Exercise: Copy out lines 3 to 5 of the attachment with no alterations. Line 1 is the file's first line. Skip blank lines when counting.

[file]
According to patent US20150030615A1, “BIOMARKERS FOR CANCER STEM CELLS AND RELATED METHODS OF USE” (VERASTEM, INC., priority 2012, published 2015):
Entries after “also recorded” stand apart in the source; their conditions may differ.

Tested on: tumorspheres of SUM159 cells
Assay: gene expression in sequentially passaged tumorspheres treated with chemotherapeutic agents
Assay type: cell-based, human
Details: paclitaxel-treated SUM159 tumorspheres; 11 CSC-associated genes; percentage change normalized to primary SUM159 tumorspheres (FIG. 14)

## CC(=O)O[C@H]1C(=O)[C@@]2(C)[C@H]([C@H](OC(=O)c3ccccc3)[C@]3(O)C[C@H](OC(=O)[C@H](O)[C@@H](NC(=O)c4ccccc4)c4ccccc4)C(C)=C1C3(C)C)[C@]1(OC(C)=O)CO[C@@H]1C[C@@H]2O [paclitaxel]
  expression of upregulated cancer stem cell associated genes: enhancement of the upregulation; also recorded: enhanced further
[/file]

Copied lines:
Tested on: tumorspheres of SUM159 cells
Assay: gene expression in sequentially passaged tumorspheres treated with chemotherapeutic agents
Assay type: cell-based, human